If you're a lover of The Girl on the Train and Gone Girl, you'll very likely want to read this. ( )
  amcheri | May 25, 2021 |
Some good twists and turns: some surprising and others a bit more predictable ( )
  Amzzz | May 13, 2021 |
Showing 1-5 of 249 (next | show all)
A.J. Finn turns out to be the nom de plume for Daniel Mallory, an executive editor at Morrow, the book's publisher, with a special interest in mysteries and film noir. The Woman in the Window is his tribute to both genres and, let me say outright, he does them credit.... What this is is an intelligent, carefully constructed novel of psychological suspense that focuses on a single character whose moods, secrets and fears drive the plot. It's here, in that slow buildup, that Finn/Mallory shows his real talent. He's much more in tune with the intense characters of Minette Walters or Frances Fyfield.... Aside from a visit from a neighbourhood child whose family she's been watching, nothing much happens for more than 100 pages. I confess, I put the book down and might not have gone back but for this review. Other readers may do the same. Please slog on, there is a reason here.
 

» Add other authors

Author nameRoleType of authorWork?Status
Finn, A. J.primary authorall editionsconfirmed
Kankaanpää, JaakkoTranslatorsecondary authorsome editionsconfirmed
Leon-Berman, BoniDesignersecondary authorsome editionsconfirmed
Lindell, KlaraTranslatorsecondary authorsome editionsconfirmed
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Information from the Dutch Common Knowledge. Edit to localize it to your language.
Voor George
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Information from the Dutch Common Knowledge. Edit to localize it to your language.
Haar man is bijna thuis.
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Ik heb het gevoel dat ergens in jou
iets is waar niemand vanaf weet

Shadow of a Doubt(1943)
"You need me to take care of anything before I go?" It sounds like a proposition, like a line from a noir. You just put your lips together and blow.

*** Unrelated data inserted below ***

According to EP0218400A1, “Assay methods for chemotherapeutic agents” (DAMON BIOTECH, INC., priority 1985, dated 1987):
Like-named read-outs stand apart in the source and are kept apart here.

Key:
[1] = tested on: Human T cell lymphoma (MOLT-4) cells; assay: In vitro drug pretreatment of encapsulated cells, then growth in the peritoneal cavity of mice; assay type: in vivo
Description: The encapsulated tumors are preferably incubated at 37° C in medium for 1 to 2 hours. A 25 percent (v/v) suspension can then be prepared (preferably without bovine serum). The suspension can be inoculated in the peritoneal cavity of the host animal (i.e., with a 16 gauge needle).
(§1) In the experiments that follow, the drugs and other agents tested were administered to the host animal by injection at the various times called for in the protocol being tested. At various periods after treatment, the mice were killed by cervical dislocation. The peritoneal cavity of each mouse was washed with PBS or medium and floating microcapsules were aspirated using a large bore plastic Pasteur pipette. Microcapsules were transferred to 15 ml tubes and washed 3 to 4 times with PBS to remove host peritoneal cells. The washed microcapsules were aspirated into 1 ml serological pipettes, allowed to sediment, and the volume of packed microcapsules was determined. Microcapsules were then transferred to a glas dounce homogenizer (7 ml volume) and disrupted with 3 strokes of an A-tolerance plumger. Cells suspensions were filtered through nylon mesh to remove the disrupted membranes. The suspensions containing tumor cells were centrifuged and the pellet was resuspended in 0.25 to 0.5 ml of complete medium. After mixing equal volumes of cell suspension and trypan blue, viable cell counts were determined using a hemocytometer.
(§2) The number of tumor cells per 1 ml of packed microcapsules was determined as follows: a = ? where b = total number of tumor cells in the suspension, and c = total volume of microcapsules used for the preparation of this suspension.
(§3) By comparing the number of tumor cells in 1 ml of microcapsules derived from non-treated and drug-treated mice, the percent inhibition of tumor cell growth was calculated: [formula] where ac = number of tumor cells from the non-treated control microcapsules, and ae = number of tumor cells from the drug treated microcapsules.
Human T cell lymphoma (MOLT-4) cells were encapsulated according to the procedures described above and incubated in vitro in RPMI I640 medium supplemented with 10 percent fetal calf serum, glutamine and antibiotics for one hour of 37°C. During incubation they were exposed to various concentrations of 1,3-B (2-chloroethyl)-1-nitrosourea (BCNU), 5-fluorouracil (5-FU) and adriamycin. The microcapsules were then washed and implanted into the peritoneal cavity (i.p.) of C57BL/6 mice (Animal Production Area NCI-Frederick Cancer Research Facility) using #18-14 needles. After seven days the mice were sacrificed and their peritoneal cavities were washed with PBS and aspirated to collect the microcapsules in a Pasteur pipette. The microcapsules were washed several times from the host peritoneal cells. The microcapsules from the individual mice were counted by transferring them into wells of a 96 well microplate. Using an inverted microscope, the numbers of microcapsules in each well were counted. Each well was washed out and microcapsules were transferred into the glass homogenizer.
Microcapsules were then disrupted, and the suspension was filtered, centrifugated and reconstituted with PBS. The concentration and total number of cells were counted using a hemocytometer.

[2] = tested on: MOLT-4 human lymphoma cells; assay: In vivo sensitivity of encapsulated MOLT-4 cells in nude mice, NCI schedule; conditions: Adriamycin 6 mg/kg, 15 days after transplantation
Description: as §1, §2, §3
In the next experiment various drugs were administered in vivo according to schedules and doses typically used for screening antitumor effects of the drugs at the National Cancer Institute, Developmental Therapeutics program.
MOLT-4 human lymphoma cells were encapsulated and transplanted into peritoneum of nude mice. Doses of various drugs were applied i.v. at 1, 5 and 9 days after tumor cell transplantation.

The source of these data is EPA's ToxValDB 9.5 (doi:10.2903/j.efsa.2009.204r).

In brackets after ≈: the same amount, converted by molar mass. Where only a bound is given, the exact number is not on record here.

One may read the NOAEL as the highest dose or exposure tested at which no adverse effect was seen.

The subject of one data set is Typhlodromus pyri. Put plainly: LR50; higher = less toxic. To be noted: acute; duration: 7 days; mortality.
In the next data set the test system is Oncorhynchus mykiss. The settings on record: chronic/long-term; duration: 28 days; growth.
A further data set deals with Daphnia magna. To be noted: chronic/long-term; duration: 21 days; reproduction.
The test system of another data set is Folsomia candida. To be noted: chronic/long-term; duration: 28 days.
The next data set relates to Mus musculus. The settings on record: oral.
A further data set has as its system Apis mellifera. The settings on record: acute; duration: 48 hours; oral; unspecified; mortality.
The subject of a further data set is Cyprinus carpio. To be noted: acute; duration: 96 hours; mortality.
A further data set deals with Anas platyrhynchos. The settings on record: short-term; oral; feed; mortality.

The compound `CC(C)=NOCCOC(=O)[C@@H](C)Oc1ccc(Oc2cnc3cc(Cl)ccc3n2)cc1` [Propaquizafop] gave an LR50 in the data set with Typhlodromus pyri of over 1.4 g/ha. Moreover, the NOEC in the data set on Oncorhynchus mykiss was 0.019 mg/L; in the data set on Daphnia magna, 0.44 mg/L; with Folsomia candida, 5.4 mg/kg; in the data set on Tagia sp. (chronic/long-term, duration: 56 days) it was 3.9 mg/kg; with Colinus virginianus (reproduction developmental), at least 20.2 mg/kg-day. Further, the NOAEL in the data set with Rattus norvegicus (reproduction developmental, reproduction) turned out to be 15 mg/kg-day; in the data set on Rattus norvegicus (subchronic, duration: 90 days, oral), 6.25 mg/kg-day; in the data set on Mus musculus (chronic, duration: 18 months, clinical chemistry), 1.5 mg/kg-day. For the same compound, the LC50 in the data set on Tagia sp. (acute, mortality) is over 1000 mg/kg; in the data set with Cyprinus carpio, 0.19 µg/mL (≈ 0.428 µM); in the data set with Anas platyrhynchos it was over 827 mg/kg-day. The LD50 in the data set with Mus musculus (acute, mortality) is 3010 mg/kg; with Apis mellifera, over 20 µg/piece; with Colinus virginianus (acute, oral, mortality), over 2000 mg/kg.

At any hour, at all hours, there are at least a few dozen users checked in, a constellation sprawled across the world.
Inside the locket is a tiny photograph, glossy and vivid: a small boy, age four or so, yellow hair in riot, teeth like a picket fence after a hurricane.
As I surface, the dream drains away like water. The memory, really. I try to scoop it up in my palms, but it's gone.
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Information from the Dutch Common Knowledge. Edit to localize it to your language.
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"It isn't paranoia if it's really happening... Anna Fox lives alone -- a recluse in her New York City home, drinking too much wine, watching old movies... and spying on her neighbors. Then the Russells move next door: a father, a mother, their teenaged son. The perfect family. But when Anna sees something she shouldn't, her world begins to crumble -- and its shocking secrets are laid bare. What is real? What is imagined? Who is in danger? Who is in control? In this gripping Hitchcockian thriller, no one and nothing are what they seem."--

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Book description
It isn’t paranoia if it’s really happening . . .

Anna Fox lives alone—a recluse in her New York City home, unable to venture outside. She spends her day drinking wine (maybe too much), watching old movies, recalling happier times . . . and spying on her neighbors.

Then the Russells move into the house across the way: a father, mother, their teenaged son. The perfect family. But when Anna, gazing out her window one night, sees something she shouldn’t, her world begins to crumble and its shocking secrets are laid bare.

What is real? What is imagined? Who is in danger? Who is in control? In this diabolically gripping thriller, no one—and nothing—is what it seems.

Twisty and powerful, ingenious and moving, The Woman in the Window is a smart, sophisticated novel of psychological suspense that recalls the best of Hitchcock.